came home thinking the[y?] could not suffer the heat in town
so they are stopping at home since they are all well he has 3
good lots in town that he can raise nearly all the use such
as potatoes & vegetables and he has money at interest what he
never could succeeded to in Ireland Well now I will tell you
of my own affairs honestly and then you can Ju-ge [judge?]
whether ever I could have been as well there with the sort of
health I have had all my life If I could work like others or as you
done there I could have thousands where I have not Hundreds
and then I lost more than would have broke me two or three
times if I had all you all had but still I am able to live
not so well as I might be but then no man can come to my door
to demand money I owe no one and has over 500 dollars worth
of old corn in crib and a little money at else well my farm
of 80 acres I live on and works what I can for my health will
not al-ow [allow?] me to pi-ch [pitch?] in like some others and help
is so high here that it does not pay to keep any one full time I
have 3 teams viz 4 mules & 2 Horses but of courese [course?]
I dont work them all the mules I work but the Horses I dont
only ride one the one I ride is coming 4 and the other is
coming 3 years I inte-d [intend?] them for my son Joseph I have 13
head of cattle & two of them is Bulls I intend to fatten one
& sell him he is getting too heavy he is 16 of 17 hundred
w----t [weight?] and is too heavy for cows although he is not 4
years old yet I only have 4 hogs at present I sold some a few
weeks since which weighed nearly 400 a piece I dont keep many
now for the corn is of more value than when fed to hogs well
mary ann ans I bought lots a piece in Chebanse 2 years ago
for 130 dollars the 2 I could have sold them lately for 1400
but did not want to sell so I rented the 1/2 of them for 80
dollars a year for 3 years so you see that was not a bad
speculation there is one thing if you lay out money here it
is sure to advance in value for as the country grows property
increases in value now you say that you think you could get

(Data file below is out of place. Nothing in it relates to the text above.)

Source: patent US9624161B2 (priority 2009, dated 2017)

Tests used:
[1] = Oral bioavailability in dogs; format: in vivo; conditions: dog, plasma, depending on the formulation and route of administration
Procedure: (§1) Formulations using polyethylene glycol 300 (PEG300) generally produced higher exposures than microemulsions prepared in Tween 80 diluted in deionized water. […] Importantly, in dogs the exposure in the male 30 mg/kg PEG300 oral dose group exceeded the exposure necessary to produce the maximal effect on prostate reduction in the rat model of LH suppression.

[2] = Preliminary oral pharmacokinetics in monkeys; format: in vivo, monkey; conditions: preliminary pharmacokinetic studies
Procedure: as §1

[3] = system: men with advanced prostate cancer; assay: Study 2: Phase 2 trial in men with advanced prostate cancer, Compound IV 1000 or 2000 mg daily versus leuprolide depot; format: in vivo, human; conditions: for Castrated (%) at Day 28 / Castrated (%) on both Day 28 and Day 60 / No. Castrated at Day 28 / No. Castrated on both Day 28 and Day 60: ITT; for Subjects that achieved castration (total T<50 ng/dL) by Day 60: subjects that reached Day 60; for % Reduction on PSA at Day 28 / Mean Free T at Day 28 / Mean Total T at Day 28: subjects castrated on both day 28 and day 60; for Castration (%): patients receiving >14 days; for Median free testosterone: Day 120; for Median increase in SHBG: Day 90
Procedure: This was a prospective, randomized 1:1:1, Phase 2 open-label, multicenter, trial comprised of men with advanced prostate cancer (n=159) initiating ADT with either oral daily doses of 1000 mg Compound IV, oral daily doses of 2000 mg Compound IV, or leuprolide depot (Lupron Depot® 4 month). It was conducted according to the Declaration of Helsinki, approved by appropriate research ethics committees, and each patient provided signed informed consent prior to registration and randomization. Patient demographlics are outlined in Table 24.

10£ and acre for your land and that would not pay for
Improvements but I would say to you take it and leave there
at once for in a few years you will be better here than ever
you will be there of course you will have good houses there
and your farm I suppose all nice now but what is [Walls?]

where there is not plenty inside or what is fine fields and
good everything when one cannot call it his own what I have I
can stand up and say it is my own I pay nothing now but taxes
of courese [course?] the[y?] are heavy now by what the[y?]
were before the war but the[y?] are getting less every year
and in a short time will come back to the old rates but we
are ourselves to blame for that fore we tax ourselves and how
we done it was this we of every town such as our townlands
took in hand to send so many men to the war well in order to
get men to leave there [their?] farms to go we have to pay
large bountys [bounties?] som [some?] got as much as 1000 dollars
but all got 400 so you see we must pay that now in taxes but
that will be done this year I had 40 dollars to pay last year
but that was for roads Bri-ges [Bridges?] school and bounty tax so
that was nothing oppressive the school tax was 16 dollars of
that for the[y?] were building a new one all schools is free
here so the people must pay for them well if you should
conclude to leave there and come here I will make you a
proposition and you and wife & mother can consult together
about it Joseph is anxious you should bring Mother along if